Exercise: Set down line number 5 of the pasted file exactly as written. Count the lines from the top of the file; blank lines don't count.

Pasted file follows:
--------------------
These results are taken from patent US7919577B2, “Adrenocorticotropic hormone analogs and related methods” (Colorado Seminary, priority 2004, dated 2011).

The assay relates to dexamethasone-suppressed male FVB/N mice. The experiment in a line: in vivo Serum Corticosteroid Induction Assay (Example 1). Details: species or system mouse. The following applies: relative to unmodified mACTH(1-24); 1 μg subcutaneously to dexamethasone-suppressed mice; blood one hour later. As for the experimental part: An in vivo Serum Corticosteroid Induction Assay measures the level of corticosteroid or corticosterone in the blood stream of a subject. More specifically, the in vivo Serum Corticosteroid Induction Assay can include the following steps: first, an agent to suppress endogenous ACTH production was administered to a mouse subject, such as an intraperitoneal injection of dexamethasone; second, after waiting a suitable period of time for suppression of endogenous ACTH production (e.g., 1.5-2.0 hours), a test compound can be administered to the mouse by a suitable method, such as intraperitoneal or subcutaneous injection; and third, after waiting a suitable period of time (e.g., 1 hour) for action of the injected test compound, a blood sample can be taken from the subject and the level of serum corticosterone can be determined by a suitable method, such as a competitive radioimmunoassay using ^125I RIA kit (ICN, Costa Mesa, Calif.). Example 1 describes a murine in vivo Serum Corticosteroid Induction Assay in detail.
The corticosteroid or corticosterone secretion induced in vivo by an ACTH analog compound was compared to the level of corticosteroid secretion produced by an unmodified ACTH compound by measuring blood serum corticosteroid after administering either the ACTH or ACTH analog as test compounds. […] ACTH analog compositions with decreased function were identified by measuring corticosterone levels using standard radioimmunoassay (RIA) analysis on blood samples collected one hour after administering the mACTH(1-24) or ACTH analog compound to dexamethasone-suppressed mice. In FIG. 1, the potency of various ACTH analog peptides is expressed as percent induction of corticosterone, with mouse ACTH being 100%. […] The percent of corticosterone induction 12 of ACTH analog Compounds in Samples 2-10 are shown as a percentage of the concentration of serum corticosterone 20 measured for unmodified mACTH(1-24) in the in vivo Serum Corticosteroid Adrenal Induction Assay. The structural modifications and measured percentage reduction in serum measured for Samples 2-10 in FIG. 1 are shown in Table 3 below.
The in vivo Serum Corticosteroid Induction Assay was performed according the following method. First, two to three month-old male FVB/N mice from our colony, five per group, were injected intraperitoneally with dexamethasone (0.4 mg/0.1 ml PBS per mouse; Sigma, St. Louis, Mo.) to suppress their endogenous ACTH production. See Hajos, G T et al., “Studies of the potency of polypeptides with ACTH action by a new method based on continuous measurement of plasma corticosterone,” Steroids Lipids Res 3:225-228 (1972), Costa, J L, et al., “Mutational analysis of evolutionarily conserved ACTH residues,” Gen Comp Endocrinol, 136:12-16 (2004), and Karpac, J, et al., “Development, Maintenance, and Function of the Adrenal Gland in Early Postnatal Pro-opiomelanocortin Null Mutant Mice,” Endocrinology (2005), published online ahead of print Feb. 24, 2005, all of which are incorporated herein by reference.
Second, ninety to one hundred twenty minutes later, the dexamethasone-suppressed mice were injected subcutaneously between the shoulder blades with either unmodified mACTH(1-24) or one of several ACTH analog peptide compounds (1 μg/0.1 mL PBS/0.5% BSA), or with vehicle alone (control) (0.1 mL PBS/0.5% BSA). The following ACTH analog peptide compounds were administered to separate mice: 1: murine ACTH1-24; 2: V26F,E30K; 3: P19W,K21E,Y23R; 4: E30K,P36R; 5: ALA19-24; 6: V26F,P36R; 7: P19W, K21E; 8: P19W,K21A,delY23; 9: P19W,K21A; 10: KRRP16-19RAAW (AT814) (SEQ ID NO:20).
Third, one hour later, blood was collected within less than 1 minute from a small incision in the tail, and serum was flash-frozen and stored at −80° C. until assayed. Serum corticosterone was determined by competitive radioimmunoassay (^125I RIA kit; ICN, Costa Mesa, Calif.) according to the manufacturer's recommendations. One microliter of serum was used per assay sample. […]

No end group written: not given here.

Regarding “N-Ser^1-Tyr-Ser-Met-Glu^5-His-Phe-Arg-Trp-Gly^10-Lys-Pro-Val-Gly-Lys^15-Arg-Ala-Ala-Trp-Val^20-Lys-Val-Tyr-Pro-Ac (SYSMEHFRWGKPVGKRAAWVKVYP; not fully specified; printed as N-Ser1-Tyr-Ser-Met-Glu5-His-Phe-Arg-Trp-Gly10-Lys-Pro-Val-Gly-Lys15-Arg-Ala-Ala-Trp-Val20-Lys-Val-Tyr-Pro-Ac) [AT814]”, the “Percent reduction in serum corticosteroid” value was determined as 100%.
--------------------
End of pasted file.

Second, ninety to one hundred twenty minutes later, the dexamethasone-suppressed mice were injected subcutaneously between the shoulder blades with either unmodified mACTH(1-24) or one of several ACTH analog peptide compounds (1 μg/0.1 mL PBS/0.5% BSA), or with vehicle alone (control) (0.1 mL PBS/0.5% BSA). The following ACTH analog peptide compounds were administered to separate mice: 1: murine ACTH1-24; 2: V26F,E30K; 3: P19W,K21E,Y23R; 4: E30K,P36R; 5: ALA19-24; 6: V26F,P36R; 7: P19W, K21E; 8: P19W,K21A,delY23; 9: P19W,K21A; 10: KRRP16-19RAAW (AT814) (SEQ ID NO:20).